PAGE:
"He said, 'I can set you up there. If you want to consider doing something like this, you would need to get that degree. You could still go in any direction you want,'" Dr. Abernethy said. "I told my wife, 'Okay, what's another year or two? Then, I have options.' As luck would have it—maybe Andy even saw this coming—my advisor at Ohio retired. My advisor here took his place, so they put me in his place."

In addition to leading the sports administration department at STU, Dr. Abernethy teaches Sports Administration, Sports Law, Sports Marketing, Governance of Intercollegiate Athletics, and a graduate-level seminar.

"I do a lot of recruiting and advising, and I manage all of the students and the faculty," he said. "Teaching is still a big part of it."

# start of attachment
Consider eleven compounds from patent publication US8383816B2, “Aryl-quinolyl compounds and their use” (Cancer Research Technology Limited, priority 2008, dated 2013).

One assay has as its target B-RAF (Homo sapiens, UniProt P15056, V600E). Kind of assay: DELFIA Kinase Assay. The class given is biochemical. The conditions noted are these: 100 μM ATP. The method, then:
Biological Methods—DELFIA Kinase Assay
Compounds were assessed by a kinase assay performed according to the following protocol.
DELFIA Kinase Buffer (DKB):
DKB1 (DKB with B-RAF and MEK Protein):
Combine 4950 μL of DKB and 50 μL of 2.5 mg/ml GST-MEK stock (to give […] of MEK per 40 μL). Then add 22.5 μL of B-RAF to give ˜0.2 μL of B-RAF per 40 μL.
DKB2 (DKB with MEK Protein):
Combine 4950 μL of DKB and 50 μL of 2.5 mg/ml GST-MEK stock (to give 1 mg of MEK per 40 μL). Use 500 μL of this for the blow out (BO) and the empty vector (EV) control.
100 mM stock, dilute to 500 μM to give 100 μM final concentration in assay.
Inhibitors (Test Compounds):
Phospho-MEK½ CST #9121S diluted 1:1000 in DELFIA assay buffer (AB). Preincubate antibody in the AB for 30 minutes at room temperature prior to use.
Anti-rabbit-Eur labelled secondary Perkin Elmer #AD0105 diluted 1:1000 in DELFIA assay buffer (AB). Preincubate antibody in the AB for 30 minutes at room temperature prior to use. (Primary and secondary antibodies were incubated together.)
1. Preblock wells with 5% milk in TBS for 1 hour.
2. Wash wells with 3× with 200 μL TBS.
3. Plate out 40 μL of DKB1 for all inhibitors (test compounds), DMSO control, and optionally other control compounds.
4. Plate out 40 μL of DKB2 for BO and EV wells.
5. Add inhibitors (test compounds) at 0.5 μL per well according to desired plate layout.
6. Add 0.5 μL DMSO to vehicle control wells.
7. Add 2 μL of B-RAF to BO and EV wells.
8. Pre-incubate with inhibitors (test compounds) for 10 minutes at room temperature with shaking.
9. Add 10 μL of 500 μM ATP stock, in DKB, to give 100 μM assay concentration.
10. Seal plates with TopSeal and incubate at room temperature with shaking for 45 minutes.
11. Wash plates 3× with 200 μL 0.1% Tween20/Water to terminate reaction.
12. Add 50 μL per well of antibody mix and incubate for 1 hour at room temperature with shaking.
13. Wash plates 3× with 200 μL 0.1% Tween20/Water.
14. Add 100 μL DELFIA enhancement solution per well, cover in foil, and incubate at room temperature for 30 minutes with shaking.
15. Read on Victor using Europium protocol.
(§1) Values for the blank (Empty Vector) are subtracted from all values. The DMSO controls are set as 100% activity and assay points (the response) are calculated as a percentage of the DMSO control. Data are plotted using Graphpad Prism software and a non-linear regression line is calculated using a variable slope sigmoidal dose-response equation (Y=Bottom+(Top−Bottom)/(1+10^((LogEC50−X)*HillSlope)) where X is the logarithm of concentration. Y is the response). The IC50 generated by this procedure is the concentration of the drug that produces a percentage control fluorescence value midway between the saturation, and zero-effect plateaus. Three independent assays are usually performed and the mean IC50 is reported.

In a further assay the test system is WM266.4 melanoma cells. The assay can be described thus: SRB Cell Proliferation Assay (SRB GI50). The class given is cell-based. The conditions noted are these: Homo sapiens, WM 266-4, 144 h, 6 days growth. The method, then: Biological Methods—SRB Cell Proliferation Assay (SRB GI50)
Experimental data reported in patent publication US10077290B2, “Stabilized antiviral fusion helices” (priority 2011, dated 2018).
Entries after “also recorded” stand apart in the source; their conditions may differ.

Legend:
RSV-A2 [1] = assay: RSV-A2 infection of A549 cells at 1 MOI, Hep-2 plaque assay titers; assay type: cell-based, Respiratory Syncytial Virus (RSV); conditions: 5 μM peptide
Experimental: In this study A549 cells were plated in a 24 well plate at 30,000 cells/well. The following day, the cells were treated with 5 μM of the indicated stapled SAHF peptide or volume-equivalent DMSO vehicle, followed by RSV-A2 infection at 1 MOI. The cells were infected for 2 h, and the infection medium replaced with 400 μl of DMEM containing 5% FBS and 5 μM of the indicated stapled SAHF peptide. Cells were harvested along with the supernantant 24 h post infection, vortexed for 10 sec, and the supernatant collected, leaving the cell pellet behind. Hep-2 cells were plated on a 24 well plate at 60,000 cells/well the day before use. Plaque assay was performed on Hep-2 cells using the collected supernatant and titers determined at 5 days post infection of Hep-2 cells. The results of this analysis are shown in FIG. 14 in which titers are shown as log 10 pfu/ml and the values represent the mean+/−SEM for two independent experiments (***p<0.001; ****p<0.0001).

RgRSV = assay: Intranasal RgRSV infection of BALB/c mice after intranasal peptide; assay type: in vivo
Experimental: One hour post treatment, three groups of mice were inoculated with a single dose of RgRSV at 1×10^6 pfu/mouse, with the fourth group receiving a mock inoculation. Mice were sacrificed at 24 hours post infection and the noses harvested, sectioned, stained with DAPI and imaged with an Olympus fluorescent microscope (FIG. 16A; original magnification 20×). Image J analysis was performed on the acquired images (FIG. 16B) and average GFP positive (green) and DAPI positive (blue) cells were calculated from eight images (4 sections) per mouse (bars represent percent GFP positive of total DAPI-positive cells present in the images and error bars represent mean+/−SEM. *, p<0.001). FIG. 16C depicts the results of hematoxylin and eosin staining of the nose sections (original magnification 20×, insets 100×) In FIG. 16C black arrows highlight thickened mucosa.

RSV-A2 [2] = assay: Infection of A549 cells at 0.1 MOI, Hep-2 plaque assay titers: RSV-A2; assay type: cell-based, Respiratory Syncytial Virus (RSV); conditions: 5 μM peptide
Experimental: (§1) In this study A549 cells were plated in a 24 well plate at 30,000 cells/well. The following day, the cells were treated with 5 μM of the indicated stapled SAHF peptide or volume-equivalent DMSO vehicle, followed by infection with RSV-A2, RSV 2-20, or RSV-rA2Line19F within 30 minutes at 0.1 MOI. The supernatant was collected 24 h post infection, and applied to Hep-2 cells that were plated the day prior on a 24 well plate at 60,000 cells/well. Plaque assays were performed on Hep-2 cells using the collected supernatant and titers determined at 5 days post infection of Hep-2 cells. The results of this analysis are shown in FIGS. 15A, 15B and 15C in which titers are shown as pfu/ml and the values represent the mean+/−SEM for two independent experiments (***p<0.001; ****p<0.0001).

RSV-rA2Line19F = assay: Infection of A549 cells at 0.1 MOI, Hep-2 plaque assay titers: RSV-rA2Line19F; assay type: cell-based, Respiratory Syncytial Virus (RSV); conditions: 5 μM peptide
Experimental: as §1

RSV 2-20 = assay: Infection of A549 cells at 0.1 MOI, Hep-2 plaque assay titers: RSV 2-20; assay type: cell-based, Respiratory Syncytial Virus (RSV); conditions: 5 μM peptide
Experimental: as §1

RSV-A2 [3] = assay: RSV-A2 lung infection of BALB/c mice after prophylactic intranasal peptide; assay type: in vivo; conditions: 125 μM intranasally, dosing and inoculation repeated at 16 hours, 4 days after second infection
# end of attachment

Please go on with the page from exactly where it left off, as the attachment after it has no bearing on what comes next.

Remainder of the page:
In Dr. Abernethy's 23 years at STU, he has seen the need for a master's degree in sports administration increase exponentially. "The sports world has become so competitive today that an undergraduate degree alone might not be enough," he said. "Sports has become so popular that every job opening draws hundreds of resumes.

"What separates you from the pool is when maybe 30 or 40 percent of the applicants have master's degrees, then why are the people with bachelor's degrees even going to be considered? In general, a master's degree is becoming what a bachelor's degree used to be. That's become the quantitative reality."

Q: What will students learn in each course that you teach?

A: Intro is an overview of what makes up the sports industry and the various career opportunities in it for students to know if they want to get a job.